Understanding the responses of marine phytoplankton to experimental warming
Date: 4 March 2019
University of Exeter
Doctor of Philosophy in Biological Sciences
Understanding how marine phytoplankton will fare in response to the expected increases in ocean temperature over the next century is crucial for improving their inclusion in models of ocean biogeochemistry. Marine phytoplankton plays an essential role for the global carbon cycle, accounting for approximately 50% of global primary ...
Understanding how marine phytoplankton will fare in response to the expected increases in ocean temperature over the next century is crucial for improving their inclusion in models of ocean biogeochemistry. Marine phytoplankton plays an essential role for the global carbon cycle, accounting for approximately 50% of global primary production, and provides the base of all aquatic food webs. There is currently poor understanding of what sets the limits of thermal tolerance and how quickly different species of phytoplankton can adapt to changes in environmental temperature. Furthermore, models that have previously factored for the response of phytoplankton to warming have tended to generalise their inclusion by applying the Eppley coefficient to make predictions about future ocean productivity; this is an across-species characterisation of the thermal sensitivity of phytoplankton growth rates, which assumes a monotonic, exponential, increase in maximal growth rates with temperature. To enhance our understanding of the responses of marine phytoplankton to warming we first investigated the limits of thermal tolerance, as well as the thermal performance of both photosynthesis and respiration rates, for an array of phytoplankton taxa, representing key functional groups, including: cyanobacteria, diatoms, coccolithophores, dinoflagellates and chlorophytes. We identify, qualitatively, that the limits of thermal tolerance are likely to be underpinned by the thermal performance of metabolism, whereby across all taxa respiration was more temperature dependent, and generally had a higher optimal temperature, than photosynthesis. Next, using the understanding of thermal tolerance at the species level we estimated an across-species temperature dependence of maximal growth rates that was lower than the within-species average, supporting the “partial compensation” mechanism of thermal adaptation and highlighting that the canonical Eppley coefficient is likely to under or overestimate the temperature dependence in ocean regions where particular species, or phylogenetic groups, may dominate. With this finding we were also able to associate greater thermal tolerance with covariance of other ecologically important physiological and morphological traits, highlighting that the likely restructuring of phytoplankton communities in response to warming will have strong implications for ecosystem function and biogeochemical cycles. Lastly, we investigated the pace and magnitude of thermal adaptation to a stressful supra-optimal temperature across three very different but ecologically important phytoplankton species. We found that across the three taxa there was clear variance in the rate and magnitude of thermal adaptation, with the least complex and smallest of the three taxa showing the fastest rates of thermal adaptation and the greatest improvement in thermal tolerance. Underpinning thermal adaptation across the taxa were clear metabolic adjustments, likely to be associated with overcoming the constraints of carbon allocation to growth due to the differing thermal sensitivities of photosynthesis and respiration. We conclude that each of the main findings from this research can help improve the inclusion of marine phytoplankton in models of ocean biogeochemistry and as part of wider Earth systems models, thereby aiding predictions of the likely reorganisation of phytoplankton communities and the impact of warming on the critical ecosystem services and biogeochemical cycles that phytoplankton mediate.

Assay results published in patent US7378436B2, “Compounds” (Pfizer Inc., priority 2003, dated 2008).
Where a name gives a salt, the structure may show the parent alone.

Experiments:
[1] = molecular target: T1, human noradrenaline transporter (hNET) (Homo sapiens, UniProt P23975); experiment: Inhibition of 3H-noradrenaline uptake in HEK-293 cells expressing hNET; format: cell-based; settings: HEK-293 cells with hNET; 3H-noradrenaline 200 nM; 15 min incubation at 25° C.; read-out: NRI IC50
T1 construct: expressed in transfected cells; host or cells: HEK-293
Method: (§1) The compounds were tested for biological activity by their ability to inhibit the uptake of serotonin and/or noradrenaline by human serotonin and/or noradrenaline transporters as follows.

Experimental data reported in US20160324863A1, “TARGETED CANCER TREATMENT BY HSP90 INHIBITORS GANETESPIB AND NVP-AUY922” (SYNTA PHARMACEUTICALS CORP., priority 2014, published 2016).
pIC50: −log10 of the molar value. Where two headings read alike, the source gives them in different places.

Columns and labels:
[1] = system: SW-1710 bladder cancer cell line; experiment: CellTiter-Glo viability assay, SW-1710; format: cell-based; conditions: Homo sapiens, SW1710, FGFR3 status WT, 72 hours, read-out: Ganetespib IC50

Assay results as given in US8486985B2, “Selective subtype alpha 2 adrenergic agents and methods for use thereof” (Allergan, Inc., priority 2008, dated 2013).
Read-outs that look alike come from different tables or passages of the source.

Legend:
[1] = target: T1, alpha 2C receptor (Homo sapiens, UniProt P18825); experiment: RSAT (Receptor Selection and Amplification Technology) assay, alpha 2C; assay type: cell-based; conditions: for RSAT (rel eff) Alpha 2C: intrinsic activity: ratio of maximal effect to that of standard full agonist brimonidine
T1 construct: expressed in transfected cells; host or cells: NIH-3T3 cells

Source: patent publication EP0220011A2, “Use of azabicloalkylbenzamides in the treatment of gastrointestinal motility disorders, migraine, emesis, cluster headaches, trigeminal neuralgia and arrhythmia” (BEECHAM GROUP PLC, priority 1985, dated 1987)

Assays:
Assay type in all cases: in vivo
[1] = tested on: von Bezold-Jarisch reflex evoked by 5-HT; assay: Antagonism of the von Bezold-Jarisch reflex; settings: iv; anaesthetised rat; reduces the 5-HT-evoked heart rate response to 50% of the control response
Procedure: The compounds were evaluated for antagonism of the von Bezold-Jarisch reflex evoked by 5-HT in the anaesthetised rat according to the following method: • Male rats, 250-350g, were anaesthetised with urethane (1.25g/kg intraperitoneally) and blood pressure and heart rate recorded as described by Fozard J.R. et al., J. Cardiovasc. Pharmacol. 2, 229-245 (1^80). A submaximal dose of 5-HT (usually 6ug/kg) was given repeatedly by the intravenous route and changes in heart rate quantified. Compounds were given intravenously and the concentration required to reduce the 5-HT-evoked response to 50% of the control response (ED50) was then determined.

College of Life and Environmental Sciences
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